See the disclaimer on the right.

Don't forget our upcoming seminars and webinars.
and there's more sales tax news and links here

Picture note: the image above is hosted on Flickr. If you'd like to see more, click on the photo. And if you're desperately trying to see the connection...Superman stands for "justice".  Get it?

Tuesday, July 02, 2013

CPE Sales Tax Webinars on July 11

Yellow and Blue
We're offering two sales and use tax webinars on July 11.  And they come with CPE credit!  We're doing these in association with  And if response is good, we'll be offering them again.  So if you need those points, and you want to learn more about sales and use taxes, now's the time.

Please click on the links for more information about each class:

Sales and Use Tax Basics

Sales and Use Tax Best Practices

The Sales Tax Guy

Wednesday, March 20, 2013

What do you mean, I can't stiff the state on sales tax by buying from

One of the political columnists* I follow has recently tweeted about how he loves to buy from because he loves (paraphrasing) sticking it to the state for sales tax. While hasn't started charging tax in his current state, who knows?  This particular state has tried, just like California, Colorado and a few other states.

Legally you can't evade the sales tax by buying from or another out of state seller who doesn't charge sales tax.  Legally, you owe use tax instead.  See this golden rule.

Use tax was invented to plug loopholes in the law where sales tax didn't get collected. Essentially, the law works this way: if you have purchased something that should have been taxed, and it wasn't, then you owe use tax.

The best example is a book from Amazon. com. In most states, they won't charge you tax. But you're not off the hook. It should have been taxed, but didn't have to (that's another long story involving nexus). Therefore, you as the buyer must pay use tax  Unfortunately, the state doesn't have a good way to collect it.  They rely on the buyer to know the law and be willing to comply with the law.  And they're kinda ticked off about it.

They do give you the opportunity. In many states, there's a line on your state income tax return, usually near the bottom of the second page, where you're expected to put something in there. Most people don't. And states generally have a form for you to fill out to report your use taxes. This is probably one of the least downloaded forms the states have. If you feel a pang of guilt, and want to start filling it out, it often has a name like "consumer's use tax return." Look on the state's web page under forms.

Individuals simply don't get busted on this (very often).  Sometimes, states do have ways to find this information and it usually surprises the hell out of the buyer.  But most of the time, the state just throws up their hands and tries to figure out ways to require et al to collect that tax.  So far, disappointment has reigned.

But if you go around tweeting about the fact that you like to burn the state on their sales tax, eventually someone at the state revenue department may decide that a letter, if not an audit is in order. 

Businesses, who will get audited eventually, really need to worry about this. Because they will get audited and get caught.  Individuals?  Well, my job is to point the law out to you, and make you feel a little guilty.  Beyond that, you're on your own.

*I enjoy this guy, so I won't tell his name, or the state. Although I think the state knows by now.

[This is an update of an article I wrote in 2009.  I've spruced it up a little, but it was hard to improve on perfection.]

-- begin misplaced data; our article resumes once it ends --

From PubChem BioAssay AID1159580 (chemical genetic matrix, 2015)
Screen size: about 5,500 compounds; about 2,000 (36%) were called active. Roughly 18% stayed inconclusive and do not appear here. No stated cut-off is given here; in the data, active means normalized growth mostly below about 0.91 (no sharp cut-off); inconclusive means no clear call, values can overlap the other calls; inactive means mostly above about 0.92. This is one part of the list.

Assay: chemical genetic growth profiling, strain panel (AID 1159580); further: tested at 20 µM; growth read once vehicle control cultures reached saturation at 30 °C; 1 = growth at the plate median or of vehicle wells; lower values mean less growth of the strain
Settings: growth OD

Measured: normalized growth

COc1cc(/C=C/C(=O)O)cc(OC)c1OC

The Sales Tax Guy
See the disclaimer on the right.
Don't forget our upcoming seminars and webinars. and there's more sales tax news and links here

Picture note: the image above is hosted on Flickr. If you'd like to see more, click on the photo.

Monday, February 25, 2013

Decision Tree for Exemption Certificates from Other States

Loading Zone  
This particular topic was covered four years ago.  But since I get questions related to number 3 so often, I thought it might be time to brush it off and add a few extra touches.

What are the seller's responsibilities are when they ship to another state?

Question 1: What state does the delivery occur?  This determines the state rules you follow.  If you ship from Alabama, but the buyer receives the goods in Rhode Island, then you need to check Rhode Island's rules.

Question 2: Is what you sell taxable in that particular state?  Now don't go making any assumptions based on what you're used to .  Remember, the rules can be completely different in the other state.  You need to make sure!  If you are certain that what you're selling isn't taxable there, then you can now stop, take a deep breathe, and relax. If, however, your sale is taxable there, then I'm afraid you'll have to proceed to question 3.

Question 3.  Do you have nexus in that state?  It's WAY more complicated than what you think.  It's not just a matter of having an office there.  There are some very surprising ways that you can have nexus in a state. If you have nexus, you need to get the exemption certificate.

 But if you're SURE you don't have nexus, you are finished.  You can stop.  Unless...
There are some folks that will get certificates anyway, even if they don't have nexus in the state.  They do this for three reasons:

a. It's easier to just establish a policy that the company will always get certificates if the sale is taxable.  Procedures often work better with less conditional statements.  This keeps it simple for the staff, although it's more work.

b. They may have made a mistake in determining their nexus in the state.  Or it could have been a judgement call.  It might be safer to get the certificates just in case the auditor decides against them.

c.  Things change.  The company might not have nexus today.  But all it takes is for marketing to assign a sales person to regularly visit the state and you suddenly have nexus.  So collecting the certificates now is a protection against any future whims by those people in the sales and marketing department.

The Sales Tax Guy

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Picture note: the image above is hosted on Flickr. If you'd like to see more, click on the photo.